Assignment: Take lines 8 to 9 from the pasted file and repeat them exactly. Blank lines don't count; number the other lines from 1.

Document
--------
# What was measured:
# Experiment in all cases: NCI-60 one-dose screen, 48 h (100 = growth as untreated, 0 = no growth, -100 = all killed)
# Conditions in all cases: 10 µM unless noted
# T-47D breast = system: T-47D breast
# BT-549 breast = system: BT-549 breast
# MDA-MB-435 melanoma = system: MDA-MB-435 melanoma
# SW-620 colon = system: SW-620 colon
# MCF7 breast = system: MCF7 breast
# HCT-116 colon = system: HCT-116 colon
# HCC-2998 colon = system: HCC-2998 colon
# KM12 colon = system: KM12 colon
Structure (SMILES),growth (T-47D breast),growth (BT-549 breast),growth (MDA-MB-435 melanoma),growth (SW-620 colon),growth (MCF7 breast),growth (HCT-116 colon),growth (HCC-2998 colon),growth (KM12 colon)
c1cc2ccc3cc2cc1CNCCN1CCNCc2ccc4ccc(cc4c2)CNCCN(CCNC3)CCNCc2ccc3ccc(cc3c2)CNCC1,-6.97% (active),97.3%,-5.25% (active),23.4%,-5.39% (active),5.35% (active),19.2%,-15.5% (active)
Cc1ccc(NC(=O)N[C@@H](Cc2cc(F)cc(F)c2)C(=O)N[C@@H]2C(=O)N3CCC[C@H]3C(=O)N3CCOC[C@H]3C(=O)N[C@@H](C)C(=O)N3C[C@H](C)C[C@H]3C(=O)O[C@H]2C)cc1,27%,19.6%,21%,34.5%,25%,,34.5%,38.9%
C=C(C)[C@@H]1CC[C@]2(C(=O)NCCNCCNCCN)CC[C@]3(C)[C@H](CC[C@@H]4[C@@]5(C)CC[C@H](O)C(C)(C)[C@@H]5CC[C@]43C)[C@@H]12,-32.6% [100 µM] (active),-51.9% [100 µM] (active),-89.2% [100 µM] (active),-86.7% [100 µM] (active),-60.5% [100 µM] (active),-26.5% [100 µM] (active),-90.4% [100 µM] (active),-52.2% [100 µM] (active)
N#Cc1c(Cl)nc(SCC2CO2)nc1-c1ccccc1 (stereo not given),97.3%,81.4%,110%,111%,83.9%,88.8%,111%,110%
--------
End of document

# MCF7 breast = system: MCF7 breast
# HCT-116 colon = system: HCT-116 colon